The United Nations Basic Principles and Guidelines on the Right to a Remedy and Reparation for Gross Violations of International Human Rights Law, adopted by the UN General Assembly in 2005, calls for reparations for victims of human rights abuses, including compensation, restitution, and equal and effective access to justice, as well as accountability for those responsible. Donor governments should support the efforts of nongovernmental organizations in Burma to assist former political prisoners with health care, vocational training, and reintegration into society.
Accounts from former political prisoners denied passports
I was in Insein and Moulmein prisons from 2000 to 2009. I tried to get a passport when I was released but I was told I was on a blacklist, and I tried again in 2012. The Special Branch already interrogated me twice this year. They asked me many questions like, “Are you still working on political issues?” I said, “Yes, of course I am.” They know me. They asked, “Which countries have you been to?” and, “Before you went into exile, what did you do in Burma?”... According to the law they have to issue passports to citizens of the country, even to people who have been in prison. It is my right to get a passport. I spent nine years of my life in prison and was released legally.
–Ethnic Arakan former political prisoner, Rangoon, July 2012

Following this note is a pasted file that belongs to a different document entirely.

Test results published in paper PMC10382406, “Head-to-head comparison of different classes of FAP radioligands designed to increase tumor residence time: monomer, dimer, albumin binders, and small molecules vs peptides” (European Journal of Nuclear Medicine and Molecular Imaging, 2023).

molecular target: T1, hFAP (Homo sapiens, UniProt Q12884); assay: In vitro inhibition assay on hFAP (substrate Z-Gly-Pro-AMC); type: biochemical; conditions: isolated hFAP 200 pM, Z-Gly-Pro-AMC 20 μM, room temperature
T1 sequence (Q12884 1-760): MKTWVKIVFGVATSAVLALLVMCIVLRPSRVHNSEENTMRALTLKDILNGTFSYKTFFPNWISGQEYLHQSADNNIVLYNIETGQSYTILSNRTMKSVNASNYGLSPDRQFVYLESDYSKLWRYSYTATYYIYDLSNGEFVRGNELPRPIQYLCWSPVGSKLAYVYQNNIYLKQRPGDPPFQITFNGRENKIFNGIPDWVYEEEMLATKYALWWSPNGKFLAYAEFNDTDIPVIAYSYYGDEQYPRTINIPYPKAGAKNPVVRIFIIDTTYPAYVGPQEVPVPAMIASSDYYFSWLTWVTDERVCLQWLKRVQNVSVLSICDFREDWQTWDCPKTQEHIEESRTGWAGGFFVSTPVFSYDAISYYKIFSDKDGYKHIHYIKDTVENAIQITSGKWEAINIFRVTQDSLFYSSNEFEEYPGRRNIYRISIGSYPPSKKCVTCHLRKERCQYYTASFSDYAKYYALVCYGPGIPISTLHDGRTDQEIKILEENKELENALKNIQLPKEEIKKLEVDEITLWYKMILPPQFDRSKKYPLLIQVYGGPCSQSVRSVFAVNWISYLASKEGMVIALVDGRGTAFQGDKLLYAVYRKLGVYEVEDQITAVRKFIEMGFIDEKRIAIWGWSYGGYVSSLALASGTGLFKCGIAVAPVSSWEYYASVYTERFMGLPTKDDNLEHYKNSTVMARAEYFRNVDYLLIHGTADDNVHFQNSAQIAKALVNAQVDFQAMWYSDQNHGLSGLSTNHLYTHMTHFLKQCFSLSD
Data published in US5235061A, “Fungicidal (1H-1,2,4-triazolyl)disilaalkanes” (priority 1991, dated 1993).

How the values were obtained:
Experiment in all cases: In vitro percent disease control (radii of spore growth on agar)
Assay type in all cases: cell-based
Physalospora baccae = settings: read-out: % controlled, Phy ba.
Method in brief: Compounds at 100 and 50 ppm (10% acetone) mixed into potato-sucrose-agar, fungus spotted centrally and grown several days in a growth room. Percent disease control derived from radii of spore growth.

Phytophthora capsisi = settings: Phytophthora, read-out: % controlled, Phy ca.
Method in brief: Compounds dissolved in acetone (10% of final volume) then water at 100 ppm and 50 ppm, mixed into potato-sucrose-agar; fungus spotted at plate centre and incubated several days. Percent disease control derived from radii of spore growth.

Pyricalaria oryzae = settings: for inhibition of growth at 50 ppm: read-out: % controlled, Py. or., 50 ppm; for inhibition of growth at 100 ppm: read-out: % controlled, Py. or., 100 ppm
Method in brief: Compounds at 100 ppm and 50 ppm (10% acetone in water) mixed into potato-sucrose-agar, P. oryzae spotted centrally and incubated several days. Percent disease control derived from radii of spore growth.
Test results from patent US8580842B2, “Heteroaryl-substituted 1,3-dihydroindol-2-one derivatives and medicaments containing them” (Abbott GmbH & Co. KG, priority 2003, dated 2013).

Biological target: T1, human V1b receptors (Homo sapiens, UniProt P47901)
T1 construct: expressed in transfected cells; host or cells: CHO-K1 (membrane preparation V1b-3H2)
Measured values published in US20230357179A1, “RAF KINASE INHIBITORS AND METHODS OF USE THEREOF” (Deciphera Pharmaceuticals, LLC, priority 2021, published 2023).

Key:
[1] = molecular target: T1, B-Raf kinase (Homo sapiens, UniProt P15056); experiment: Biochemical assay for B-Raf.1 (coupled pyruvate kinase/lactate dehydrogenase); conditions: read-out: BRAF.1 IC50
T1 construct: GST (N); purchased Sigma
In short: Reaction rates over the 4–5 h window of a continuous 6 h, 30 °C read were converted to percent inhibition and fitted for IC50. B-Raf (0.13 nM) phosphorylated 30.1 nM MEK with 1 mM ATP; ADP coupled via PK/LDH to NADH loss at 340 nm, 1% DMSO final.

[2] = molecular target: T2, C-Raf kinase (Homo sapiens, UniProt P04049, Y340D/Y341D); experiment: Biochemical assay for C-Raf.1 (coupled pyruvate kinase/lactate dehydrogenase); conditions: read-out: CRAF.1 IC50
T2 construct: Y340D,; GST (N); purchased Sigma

I went to Bangkok for a conference at Mahidol University on human rights, a three-day seminar, and for medical treatment, and then I came back. I was there about one week, then I stayed in Rangoon one week and then after that I was invited to a seminar in Hong Kong, so I also attended that. I arrived to Rangoon on July 27 and they took my passport at the airport. ... They don’t want me going to other countries without letting them know. They want to know where I’m going. ... I am going around the country giving speeches on labor issues and to farmers about weak points of the constitution and land rights. The current president did not draft the constitution, it was the last group, and so I point out the weaknesses. The government is not pleased with that. In 2007, during the Saffron Revolution I was one of the main lawyers. I had a lot of clients. So the government always observes me.
–U Aung Thane, public interest lawyer and former political prisoner, whose passport was seized on July 27, 2012, Rangoon
Only Min Ko Naing was given a passport. All the 88 Generation students requested passports at the same time but Min Ko Naing is the only one who got a passport. ... Every citizen can get a passport within 21 days but we have waited for four months and still have no passports. One of the ministers said all the released prisoners had to wait one year for the passports, but we don’t know why. Why do we have to wait one year?
–Ant Bwe Kyaw, former political prisoner, Rangoon, August 2012
I applied for a passport three months ago but the home minister has not yet issued my passport to go abroad. After my release from Thaya prison in March 2010, I went to attend an MA in law course at Dago University. Both the directors dismissed my application, and after my release the Supreme Court revoked my law license in March 2010. Now I am a recognized agent but I have no rights to represent clients in front of criminal court. ... I want to attend an LLM in public interest law at UCLA [in the US] but they won’t grant me a passport to go.
–Pyo Phu, public interest lawyer and former political prisoner, Rangoon, August 2012